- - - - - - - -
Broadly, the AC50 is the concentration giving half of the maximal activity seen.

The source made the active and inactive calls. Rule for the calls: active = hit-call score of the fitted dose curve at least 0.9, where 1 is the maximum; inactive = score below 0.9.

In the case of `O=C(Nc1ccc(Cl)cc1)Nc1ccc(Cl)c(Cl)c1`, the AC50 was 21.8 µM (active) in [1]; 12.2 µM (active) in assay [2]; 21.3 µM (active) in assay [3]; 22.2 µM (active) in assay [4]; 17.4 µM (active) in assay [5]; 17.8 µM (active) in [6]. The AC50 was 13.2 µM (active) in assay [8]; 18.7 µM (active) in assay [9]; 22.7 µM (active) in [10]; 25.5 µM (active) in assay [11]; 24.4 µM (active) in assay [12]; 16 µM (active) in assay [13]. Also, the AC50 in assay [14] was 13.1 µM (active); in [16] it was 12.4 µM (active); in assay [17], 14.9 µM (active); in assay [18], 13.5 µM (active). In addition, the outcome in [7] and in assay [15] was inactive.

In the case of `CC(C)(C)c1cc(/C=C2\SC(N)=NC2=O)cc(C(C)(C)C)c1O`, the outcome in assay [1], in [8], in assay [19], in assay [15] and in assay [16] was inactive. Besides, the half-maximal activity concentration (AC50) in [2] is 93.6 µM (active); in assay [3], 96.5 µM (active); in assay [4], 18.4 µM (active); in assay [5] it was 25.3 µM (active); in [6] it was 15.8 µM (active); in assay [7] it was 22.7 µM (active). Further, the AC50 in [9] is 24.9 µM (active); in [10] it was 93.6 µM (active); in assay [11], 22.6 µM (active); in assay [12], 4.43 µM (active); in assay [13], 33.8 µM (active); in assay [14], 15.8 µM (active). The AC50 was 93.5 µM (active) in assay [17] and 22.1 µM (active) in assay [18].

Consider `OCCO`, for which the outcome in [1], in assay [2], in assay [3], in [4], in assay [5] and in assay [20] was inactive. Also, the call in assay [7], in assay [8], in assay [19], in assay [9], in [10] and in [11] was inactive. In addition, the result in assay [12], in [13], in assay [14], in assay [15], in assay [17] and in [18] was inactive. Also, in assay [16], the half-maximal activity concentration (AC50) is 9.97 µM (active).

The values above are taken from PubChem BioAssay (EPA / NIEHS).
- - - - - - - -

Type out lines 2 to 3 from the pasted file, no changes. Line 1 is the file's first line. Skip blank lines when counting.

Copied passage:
The source made the active and inactive calls. Rule for the calls: active = hit-call score of the fitted dose curve at least 0.9, where 1 is the maximum; inactive = score below 0.9.

In the case of `O=C(Nc1ccc(Cl)cc1)Nc1ccc(Cl)c(Cl)c1`, the AC50 was 21.8 µM (active) in [1]; 12.2 µM (active) in assay [2]; 21.3 µM (active) in assay [3]; 22.2 µM (active) in assay [4]; 17.4 µM (active) in assay [5]; 17.8 µM (active) in [6]. The AC50 was 13.2 µM (active) in assay [8]; 18.7 µM (active) in assay [9]; 22.7 µM (active) in [10]; 25.5 µM (active) in assay [11]; 24.4 µM (active) in assay [12]; 16 µM (active) in assay [13]. Also, the AC50 in assay [14] was 13.1 µM (active); in [16] it was 12.4 µM (active); in assay [17], 14.9 µM (active); in assay [18], 13.5 µM (active). In addition, the outcome in [7] and in assay [15] was inactive.